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Q&A: This Boulder officer walked a mile with a woman with dementia to make sure she was safe

Officer Kaufman's compassionate response stands in contrast to how Loveland Police reacted to a woman with dementia accused of shoplifting.

BOULDER, Colo. — A husband worried about his wife with dementia called Boulder Police on May 12. He said she had been gone for an hour, and he was worried. 

Several officers tracked her down, and when she didn't want to take a ride with them, they walked with her for a mile. 

Officer David Kaufman was by her side that whole side, and their interactions were caught on body camera video by the officer walking behind them. 

9NEWS asked Kaufman about the body camera footage from Loveland Police when they stopped a 73-year-old woman with dementia and violently arrested her. He said he could not comment on that. 

In that circumstance, officers did not know the woman they were approaching had dementia. Two officers have since been charged in that case, which generated attention from around the country. 

RELATED: Karen Garner's family feels more 'concern than relief' after charges announced against officers

RELATED: Former Loveland officer faces assault charge, accused of writing inaccurate reports related to Karen Garner's arrest

Read our Q&A to learn about how Kaufman reacted to the situation he was involved in earlier this month. 

Editor's note: Some of the responses have been edited for clarity and length. 

9NEWS: What goes through your mind when you get a call about a missing person with dementia?

Kaufman: We put those kinds of calls on par with lost children, where it’s all hands on deck, we need to go find this person. The weather was beautiful that day, so that wasn't a concern, but she'd been out for an hour, and based on where we eventually found her and where her house was, she'd walked a couple of miles.

Do you have training to know how to respond to someone with dementia?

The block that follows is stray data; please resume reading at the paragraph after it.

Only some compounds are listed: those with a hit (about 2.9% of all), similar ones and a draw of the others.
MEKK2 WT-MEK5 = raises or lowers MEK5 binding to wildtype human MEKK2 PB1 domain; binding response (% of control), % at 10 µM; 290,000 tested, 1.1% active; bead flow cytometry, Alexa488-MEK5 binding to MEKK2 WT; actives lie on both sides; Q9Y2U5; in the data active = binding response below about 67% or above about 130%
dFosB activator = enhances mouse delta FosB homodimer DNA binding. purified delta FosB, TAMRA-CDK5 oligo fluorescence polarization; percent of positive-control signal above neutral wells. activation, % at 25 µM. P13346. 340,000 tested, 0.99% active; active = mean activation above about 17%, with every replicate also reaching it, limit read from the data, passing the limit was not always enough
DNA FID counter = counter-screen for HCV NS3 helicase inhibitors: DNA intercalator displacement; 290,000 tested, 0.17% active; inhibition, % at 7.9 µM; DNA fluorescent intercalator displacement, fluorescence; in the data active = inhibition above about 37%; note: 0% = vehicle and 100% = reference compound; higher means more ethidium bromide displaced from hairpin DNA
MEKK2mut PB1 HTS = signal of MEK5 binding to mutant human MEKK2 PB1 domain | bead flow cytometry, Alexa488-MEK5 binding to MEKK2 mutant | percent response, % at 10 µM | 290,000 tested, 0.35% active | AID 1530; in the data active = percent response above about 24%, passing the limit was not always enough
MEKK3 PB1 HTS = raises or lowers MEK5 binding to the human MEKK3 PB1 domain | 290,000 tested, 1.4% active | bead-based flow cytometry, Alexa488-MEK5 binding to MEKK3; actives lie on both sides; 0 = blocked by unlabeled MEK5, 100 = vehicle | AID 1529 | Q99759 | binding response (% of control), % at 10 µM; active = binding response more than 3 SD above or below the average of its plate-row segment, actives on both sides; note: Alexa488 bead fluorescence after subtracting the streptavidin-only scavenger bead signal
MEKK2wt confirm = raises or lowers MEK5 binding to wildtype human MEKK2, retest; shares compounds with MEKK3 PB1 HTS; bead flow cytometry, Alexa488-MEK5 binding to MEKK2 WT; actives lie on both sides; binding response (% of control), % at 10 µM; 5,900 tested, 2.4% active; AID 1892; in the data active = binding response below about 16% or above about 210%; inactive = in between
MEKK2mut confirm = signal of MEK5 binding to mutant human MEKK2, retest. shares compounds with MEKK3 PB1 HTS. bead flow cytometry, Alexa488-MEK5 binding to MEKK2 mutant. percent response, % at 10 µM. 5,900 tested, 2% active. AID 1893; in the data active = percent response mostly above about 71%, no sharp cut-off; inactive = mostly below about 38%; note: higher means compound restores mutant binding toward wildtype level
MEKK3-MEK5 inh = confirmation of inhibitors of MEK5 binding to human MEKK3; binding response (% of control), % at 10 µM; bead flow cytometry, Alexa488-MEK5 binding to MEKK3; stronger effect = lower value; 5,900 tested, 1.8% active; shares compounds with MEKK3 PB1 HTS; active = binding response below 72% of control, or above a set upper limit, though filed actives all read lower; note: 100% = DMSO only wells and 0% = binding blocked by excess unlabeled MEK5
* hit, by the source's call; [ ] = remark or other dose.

Kaufman: Before I was back on patrol, I was a community services officer, so I did a lot of work with our developmentally disabled community. Plus, my father is 81-years-old and suffers from dementia, so I'm a little bit familiar with what this family was going through and what they would need in this case.

What happened when you encountered June, the woman with dementia? 

Kaufman: This nice lady, she just wanted to walk. She didn’t want our help even though she really did need it, so we just went on a nice stroll. 

And she was conversational, just wanted to keep walking, and so we just had a nice stroll with her and got to know her a little better.

On the body camera footage we can hear her saying she worked as a nurse, and made $90 an hour. What was that conversation like? I noticed you didn't correct her.

Kaufman: She commented that she made $90 an hour as a nurse, and I was like 'oh, I’ve chosen the wrong profession.'

Folks see the world through different lenses, my father is a very happy person with dementia, but he repeats himself quite a bit and tells stories that I know growing up didn’t actually happen.

It never helps to correct a person, especially if they’re not wanting police involvement, so yeah I just let them go, I let them talk. If there’s a nurse out there that makes $90 an hour, well, that’s amazing. 

RELATED: Loveland Police Department to undergo independent review after Karen Garner's arrest

Do you see your role as a police officer as someone who helps people?

Kaufman: That’s the primary role of the job. Whether it’s somebody like this nice lady or a crime victim, or a child in need, honestly even the folks that we wind up confronting for criminal behavior. They need help and our job is to get them the help they need through any means the city offers. We have a lot of resources for folks to get them through.

***

Eventually June, the woman Kaufman was helping, agreed to get a ride home in a police cruiser. 

She did it on her own terms, after taking the officers on a mile-long walk. 

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